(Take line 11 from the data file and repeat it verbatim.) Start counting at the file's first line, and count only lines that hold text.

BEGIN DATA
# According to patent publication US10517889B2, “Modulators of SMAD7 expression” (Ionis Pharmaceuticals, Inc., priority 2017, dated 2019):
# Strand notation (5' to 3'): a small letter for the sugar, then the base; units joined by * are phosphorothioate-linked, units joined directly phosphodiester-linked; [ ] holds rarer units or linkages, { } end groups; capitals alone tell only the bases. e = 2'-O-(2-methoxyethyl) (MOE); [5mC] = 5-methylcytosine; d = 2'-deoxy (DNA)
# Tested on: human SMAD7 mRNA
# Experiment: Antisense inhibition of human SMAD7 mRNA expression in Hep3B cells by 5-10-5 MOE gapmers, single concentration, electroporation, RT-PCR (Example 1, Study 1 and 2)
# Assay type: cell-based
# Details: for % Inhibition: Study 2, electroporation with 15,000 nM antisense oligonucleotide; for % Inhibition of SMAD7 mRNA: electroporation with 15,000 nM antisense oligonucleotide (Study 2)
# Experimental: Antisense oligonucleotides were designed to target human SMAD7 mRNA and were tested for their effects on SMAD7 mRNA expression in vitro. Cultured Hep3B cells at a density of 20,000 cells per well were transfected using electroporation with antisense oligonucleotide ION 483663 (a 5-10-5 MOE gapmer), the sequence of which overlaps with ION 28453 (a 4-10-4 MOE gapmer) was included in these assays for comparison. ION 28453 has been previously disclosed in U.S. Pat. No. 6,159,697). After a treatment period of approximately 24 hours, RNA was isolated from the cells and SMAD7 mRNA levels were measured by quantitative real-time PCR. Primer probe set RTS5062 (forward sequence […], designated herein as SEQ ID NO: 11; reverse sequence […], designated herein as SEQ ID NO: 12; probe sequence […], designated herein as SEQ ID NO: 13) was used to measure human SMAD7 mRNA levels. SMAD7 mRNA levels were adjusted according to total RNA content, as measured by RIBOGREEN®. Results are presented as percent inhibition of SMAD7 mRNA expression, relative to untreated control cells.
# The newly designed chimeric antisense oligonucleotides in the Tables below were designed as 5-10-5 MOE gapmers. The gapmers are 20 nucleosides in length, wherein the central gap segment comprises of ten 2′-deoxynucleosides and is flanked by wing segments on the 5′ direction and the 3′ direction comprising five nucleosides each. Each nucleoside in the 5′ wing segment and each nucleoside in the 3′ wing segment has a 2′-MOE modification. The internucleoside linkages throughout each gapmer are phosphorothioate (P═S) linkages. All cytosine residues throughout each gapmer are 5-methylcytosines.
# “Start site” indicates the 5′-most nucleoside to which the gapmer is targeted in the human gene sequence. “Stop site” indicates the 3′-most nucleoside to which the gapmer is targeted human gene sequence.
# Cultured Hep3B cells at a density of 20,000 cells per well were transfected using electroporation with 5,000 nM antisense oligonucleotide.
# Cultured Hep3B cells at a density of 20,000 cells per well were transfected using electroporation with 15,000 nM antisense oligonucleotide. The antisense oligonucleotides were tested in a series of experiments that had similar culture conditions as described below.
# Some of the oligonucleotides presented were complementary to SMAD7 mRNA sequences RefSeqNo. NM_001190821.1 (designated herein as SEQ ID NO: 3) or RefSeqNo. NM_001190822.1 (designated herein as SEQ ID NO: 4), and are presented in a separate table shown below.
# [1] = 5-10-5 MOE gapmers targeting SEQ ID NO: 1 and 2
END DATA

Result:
# Cultured Hep3B cells at a density of 20,000 cells per well were transfected using electroporation with 15,000 nM antisense oligonucleotide. The antisense oligonucleotides were tested in a series of experiments that had similar culture conditions as described below.